MartiniLush MartiniLush 7 years
*PDFA = partnership for a drug-free america...sorry :-(
MartiniLush MartiniLush 7 years
PDFA is actually a non-profit organization that gets donations from many large corporations, which have included tobacco, alcohol and pharmaceutical companies. Since 1997, it has (supposedly) discontinued it's fiscal association with tobacco and alcohol companies, but still gets sizable donations from pharmaceutical companies. Guess that is why there are no PSAs from them telling people not to, say, abuse pain killers or sleeping pills??
geebers geebers 7 years
Hey Id like to pop in to defend my highly successul friends that smoked pot everyday for years in college- most of them make WAY more money than I ever will and have families. They are happy and in no way do them seem damaged or less intelligent. I'd be careful before making statements about how 100% of weed-users are damaged and destroyed their lives. Though I do believe somewhat that marijuana is a gateway drug :D Go Canada!
geebers geebers 7 years
Hey Id like to pop in to defend my highly successul friends that smoked pot everyday for years in college- most of them make WAY more money than I ever will and have families. They are happy and in no way do them seem damaged or less intelligent. I'd be careful before making statements about how 100% of weed-users are damaged and destroyed their lives.Though I do believe somewhat that marijuana is a gateway drug :DGo Canada!
pugglelover pugglelover 7 years
Undave35? your comments are very ignorant! I smoke everyday I have a good paying job not @ McDonald's and I know a lot of smokers who own there own business! You are the kind of people who have no idea and just stereotype and that's how it became illegal in the first place. Oh and not only do I smoke everyday I run/ walk 6-7 miles a day!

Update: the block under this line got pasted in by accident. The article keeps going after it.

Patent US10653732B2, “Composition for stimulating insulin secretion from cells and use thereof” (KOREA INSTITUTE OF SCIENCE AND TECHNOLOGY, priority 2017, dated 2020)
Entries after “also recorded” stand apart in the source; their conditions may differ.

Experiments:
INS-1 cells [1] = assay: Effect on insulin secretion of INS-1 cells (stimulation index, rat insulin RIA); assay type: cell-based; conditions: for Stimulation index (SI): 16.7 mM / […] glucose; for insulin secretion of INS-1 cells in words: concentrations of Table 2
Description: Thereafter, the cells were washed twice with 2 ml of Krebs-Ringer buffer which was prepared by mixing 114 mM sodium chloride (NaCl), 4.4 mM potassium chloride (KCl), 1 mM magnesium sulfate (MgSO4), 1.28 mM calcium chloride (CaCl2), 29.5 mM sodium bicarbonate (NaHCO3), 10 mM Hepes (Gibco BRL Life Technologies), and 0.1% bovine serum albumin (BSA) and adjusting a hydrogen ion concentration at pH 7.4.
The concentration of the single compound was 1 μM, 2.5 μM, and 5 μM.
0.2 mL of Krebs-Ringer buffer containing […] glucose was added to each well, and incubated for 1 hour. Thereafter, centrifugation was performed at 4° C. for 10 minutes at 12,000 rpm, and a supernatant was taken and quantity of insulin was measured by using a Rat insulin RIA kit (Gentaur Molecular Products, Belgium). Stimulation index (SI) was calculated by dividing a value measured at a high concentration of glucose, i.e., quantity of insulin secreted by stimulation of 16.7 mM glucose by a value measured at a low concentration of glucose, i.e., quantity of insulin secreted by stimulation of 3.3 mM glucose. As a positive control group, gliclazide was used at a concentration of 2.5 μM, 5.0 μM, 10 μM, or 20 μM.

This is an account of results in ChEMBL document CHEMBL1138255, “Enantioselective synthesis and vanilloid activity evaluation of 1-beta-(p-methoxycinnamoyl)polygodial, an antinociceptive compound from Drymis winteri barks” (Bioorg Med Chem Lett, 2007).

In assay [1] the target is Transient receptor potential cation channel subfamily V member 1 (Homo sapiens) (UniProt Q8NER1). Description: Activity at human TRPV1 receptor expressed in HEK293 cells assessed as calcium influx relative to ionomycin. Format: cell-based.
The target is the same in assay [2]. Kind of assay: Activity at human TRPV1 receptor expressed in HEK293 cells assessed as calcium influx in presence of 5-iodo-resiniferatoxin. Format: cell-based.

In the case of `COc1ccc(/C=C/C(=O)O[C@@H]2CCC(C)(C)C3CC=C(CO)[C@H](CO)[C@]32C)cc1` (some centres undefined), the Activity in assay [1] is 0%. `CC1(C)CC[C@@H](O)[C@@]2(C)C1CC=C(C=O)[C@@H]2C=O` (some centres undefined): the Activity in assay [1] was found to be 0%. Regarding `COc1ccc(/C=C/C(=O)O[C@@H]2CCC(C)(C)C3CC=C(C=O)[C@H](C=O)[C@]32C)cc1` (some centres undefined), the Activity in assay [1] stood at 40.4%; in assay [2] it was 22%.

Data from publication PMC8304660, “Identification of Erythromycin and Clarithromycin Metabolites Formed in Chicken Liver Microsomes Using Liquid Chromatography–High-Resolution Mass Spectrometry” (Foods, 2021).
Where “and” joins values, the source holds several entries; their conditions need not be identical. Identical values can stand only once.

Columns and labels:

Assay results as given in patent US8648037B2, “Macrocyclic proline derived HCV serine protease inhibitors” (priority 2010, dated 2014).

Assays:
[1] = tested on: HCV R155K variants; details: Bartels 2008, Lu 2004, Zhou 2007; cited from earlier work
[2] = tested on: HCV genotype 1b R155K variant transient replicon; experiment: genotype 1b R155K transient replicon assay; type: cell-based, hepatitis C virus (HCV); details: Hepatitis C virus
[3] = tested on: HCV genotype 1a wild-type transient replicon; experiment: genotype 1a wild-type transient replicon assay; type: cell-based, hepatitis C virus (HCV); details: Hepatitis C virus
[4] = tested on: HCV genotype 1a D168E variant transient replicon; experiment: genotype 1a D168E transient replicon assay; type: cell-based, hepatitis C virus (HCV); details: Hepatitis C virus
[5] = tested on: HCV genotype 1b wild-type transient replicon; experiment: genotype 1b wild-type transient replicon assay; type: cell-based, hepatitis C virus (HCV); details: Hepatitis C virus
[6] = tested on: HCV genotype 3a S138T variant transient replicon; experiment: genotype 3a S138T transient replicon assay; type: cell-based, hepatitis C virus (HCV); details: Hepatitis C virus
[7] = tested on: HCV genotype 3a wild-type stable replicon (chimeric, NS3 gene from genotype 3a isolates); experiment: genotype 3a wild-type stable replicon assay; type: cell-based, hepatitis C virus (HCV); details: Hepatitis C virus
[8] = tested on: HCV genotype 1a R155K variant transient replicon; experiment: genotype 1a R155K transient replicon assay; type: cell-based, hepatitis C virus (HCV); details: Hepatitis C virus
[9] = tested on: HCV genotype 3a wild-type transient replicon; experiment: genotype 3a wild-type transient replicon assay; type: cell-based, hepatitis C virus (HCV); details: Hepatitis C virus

bleached bleached 7 years
"And "A Partnership for a Drug Free America" is a cigarette and alcohol company...they lobby to keep pot illegal in order to decrease competition" REALLY?! I guess it makes sense...
bleached bleached 7 years
"And "A Partnership for a Drug Free America" is a cigarette and alcohol company...they lobby to keep pot illegal in order to decrease competition"REALLY?! I guess it makes sense...
Jillness Jillness 7 years
Thanks, bleached. I think there are certainly pros and cons to pot use, but ultimately, for something to be made illegal to use (with jail time as a consequence), it has to be a well documented threat to society as a whole. Some people shop too much, some people eat too much, some people watch too much tv...there are things that people do that are not great for them, but we can't make them all illegal. IMO, I have never seen anything that justifies pot being illegal. Especially when you don't even need to smoke it anymore. They have concentrates in spray form, butter, honey, suckers, baked goods. I know someone who used to have to spend $1000 a day on his cancer pain medication, but now he spends $15 a day on alternatives. I think if we give people the honest pros and cons, it should be their legal right to decide what is best for them. My birth control pills can cause blood clots, but the benefits to me out weight the risk. Pot should be no different. Let us weigh the honest risks. And "A Partnership for a Drug Free America" is a cigarette and alcohol company...they lobby to keep pot illegal in order to decrease competition. Until someone starts lobbying for pot, I don't see things changing. But seeing how the business is growing in California, it might happen with in the next 10 years.
Jillness Jillness 7 years